The term “green funeral” refers to ceremony, service, and body disposition that focuses on preservation of the earth. Many of those who live “green” also wish to end “green”. Just as living green is carried out in different ways and with many choices, there are also many different methods of having a green funeral. Your funeral director is your best guide to the green funeral options available in your geographic area.
For one person living green may mean passing on the offer of a plastic straw. For others, green may mean living off the grid and bicycling to work. One can be all in, or just a little green. Funerals can also be greenish or very green.
Sometimes a green living choice comes with a cost savings and sometimes going green costs more. For example, you’ll use less fuel with a hybrid automobile. Using less gas will generate a cost savings. However, you will usually pay more for a hybrid car than for the same make and model that is not hybrid. Green is not about saving dollars—it is a lifestyle. A belief system motivated by a sense of responsibility for our home, the planet earth. It is a choice.
If you are motivated to pursue a green goodbye, you will be pleased to know that your choice will not require that you give up any of the healing aspects of a funeral service. Service, gathering, and viewing the body can all be included in a green funeral.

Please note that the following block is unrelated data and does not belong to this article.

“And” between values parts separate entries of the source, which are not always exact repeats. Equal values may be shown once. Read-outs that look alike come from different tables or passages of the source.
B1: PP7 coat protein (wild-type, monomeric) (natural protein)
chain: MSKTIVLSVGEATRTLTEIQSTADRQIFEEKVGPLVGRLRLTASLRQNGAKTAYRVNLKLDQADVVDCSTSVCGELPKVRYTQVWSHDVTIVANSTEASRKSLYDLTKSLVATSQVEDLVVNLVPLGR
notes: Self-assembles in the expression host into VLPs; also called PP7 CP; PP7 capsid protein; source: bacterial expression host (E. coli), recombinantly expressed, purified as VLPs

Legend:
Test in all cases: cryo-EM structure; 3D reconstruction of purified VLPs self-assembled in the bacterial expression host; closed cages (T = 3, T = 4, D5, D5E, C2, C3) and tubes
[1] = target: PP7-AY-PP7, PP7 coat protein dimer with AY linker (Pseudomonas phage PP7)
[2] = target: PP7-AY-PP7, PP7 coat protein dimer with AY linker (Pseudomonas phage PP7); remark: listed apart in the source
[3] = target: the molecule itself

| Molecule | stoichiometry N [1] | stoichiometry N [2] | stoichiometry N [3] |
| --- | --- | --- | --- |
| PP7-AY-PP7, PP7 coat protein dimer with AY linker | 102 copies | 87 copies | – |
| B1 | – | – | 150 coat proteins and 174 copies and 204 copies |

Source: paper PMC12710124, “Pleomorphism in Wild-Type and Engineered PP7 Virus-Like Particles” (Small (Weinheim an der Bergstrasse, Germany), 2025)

Funeral directors have access to environmentally friendly embalming chemicals. If your family prefers to have the body present for the funeral service that can be accomplished. Should a private family viewing be more in line with your green funeral plans, the body can be simply prepared without embalming to make that experience possible for family members.
Green cemeteries or green areas in traditional cemeteries usually do not require a burial vault or grave liner. The body is shrouded and placed directly in the earth or placed in a biodegradable container which is buried. Those who opt for a green burial do so because disruption to the earth is minimized. No harsh chemicals from embalming, no treated wood or metal casket and no metals or concreate from a grave liner are introduced in the grave space. If you remember our hybrid car example something similar occurs with green burials. In most cemeteries a green burial space will cost more than a traditional burial space, but you will not incur the cost of the vault.
For those who prefer cremation you will need to know that all cremators (the device where cremation takes place) are not created equal. Newer models tend to have a smaller carbon footprint. Ask your funeral director which providers in your area are the most environmentally friendly.
There are also many different green options when it comes to the final resting place for cremated remains. Cremated remains can be incorporated into objects that become family heirlooms, or, they can become part of an underwater reef. There is a nearly unlimited number of earth-friendly alternatives of what to do with cremated remains. When making funeral arrangements tell your funeral director that green is important to you and ask for help in finding service providers that support your values.